• If you access the Stanford Axess HR system, you may have already installed the Duo app. If so, Duo will recognize your phone number. Skip to step 4 if so, since multiple accounts can exist on the same Duo app. No need to download the app again.

  1. Scan the QR code, or click the link

The last step is “activating” the connection between your account and the Duo app. The easiest way to do this is to scan the barcode with the Duo app, as instructed.

(NOTE: The below is just a sample. You will have your own personally generated code from the app. If you need to reactivate it in DUO, contact IT Service Desk or call (650) 926-4357 to have it reactivated.)

You’ll get a notification on your smartphone app that you’ll need to acknowledge.

  1. Optionally set up automated Duo Push

The next screen lets you optionally select an automated “push” of notifications, meaning you’ll only need to push a confirmation button the the app whenever you’re challenged for your second-step authentication. It’s recommended, since it eliminates a few clicks (and the chore of reading small numbers and then typing them) from the login ritual.

In the “Default Device” dropdown menu, select your mobile OS instead the of the phone number. From the “When I log in” dropdown menu, select “Automatically send this device a Duo Push”, and click “Continue to Login” to receive the first Duo push on the application. 

Continue with "Accessing protected services", below.

Obtaining a YubiKey

If you don’t have a smartphone, or do not wish to use one, SLAC affiliates must request a YubiKey to use as the second authentication step.  

Submit the following information via a Service Desk ticket or call Service Desk at (650) 926-4357:

  1. In the short description field enter “Two Step enrollment - token/yubikey request”.  Please also provide your user name.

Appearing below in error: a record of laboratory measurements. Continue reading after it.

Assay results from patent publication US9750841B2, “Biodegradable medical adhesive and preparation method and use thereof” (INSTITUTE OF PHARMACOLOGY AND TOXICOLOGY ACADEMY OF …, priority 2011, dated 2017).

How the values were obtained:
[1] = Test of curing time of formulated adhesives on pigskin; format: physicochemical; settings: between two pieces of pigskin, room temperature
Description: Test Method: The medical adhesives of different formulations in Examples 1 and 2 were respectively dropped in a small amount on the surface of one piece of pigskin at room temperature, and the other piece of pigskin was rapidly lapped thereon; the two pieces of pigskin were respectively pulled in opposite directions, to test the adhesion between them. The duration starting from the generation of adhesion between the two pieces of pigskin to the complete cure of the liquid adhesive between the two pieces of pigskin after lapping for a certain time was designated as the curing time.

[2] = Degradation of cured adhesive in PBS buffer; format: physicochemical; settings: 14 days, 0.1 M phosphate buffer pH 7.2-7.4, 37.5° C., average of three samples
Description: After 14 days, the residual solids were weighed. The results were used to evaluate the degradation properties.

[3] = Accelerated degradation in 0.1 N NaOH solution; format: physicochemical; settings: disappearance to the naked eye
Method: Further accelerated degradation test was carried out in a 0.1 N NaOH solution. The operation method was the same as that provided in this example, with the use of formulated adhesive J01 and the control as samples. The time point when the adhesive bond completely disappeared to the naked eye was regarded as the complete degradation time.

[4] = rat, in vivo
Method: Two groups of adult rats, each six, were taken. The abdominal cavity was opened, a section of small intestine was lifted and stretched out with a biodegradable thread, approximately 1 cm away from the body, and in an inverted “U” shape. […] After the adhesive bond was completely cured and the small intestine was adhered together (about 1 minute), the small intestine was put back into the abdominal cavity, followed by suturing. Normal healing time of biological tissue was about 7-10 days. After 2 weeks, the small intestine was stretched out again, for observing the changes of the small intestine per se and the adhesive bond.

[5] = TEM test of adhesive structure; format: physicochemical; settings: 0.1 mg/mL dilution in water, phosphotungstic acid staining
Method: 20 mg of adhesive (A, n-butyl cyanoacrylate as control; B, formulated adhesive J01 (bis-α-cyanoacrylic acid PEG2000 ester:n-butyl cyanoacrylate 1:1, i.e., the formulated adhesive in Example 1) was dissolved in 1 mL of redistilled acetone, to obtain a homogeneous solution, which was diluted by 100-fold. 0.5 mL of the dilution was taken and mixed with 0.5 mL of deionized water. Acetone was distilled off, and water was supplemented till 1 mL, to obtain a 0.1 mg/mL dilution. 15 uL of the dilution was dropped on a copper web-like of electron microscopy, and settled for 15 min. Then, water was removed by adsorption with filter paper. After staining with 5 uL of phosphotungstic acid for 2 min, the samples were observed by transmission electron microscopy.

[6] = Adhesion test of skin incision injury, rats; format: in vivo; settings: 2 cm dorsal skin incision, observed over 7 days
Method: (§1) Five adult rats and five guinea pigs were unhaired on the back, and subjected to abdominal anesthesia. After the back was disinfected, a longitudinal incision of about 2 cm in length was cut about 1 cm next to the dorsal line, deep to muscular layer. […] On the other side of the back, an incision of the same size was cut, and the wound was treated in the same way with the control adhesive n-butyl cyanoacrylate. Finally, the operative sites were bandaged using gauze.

2. The description field is optional. 
  3. When the token is configured for you, you will be notified by Service Desk technician and instructed how to pick up your YubiKey. There is no “activation” step, your token is ready to use.  

Accessing protected services

When you log into two-step protected services, such as Outlook Web Access for web mail, after providing your username and password, one of two things will happen.

Please note that the following example shows the Duo prompts for a browser-based web application, like webmail. The format of the prompts and the options provided may vary by host type and account type. You may not see these dialogs if you have accessed the resource in the past and allowed DUO to remember your device.

Web applications are likely the place where you'll most frequently encounter a Duo two-step authentication prompt. Other MFA prompts will require similar interactions but have different user interface. For example, if you are using SSH to reach a Unix host, the host will display your options via characters in a terminal screen. See "Using two-step authentication with other services" below, for other possibilities. 

If you're using the Duo smartphone app...

  • If you’re using the Duo smartphone app, and you’ve selected the automatic “push” option, your phone will automatically present you with a dialog box, requesting you to confirm your login. If you didn’t select automatic push, the host will prompt you to send a notification to your smartphone:

  • On your computer screen, you'll see the "Authenticating..." progress box. On your smartphone, just click “confirm” in the Duo pop-up window (the actual format varies by smartphone type). You’ll then gain access to the host. If you do not accept or reject the push notification on your smartphone within a certain amount of time, another dialog box will appear. Just try again.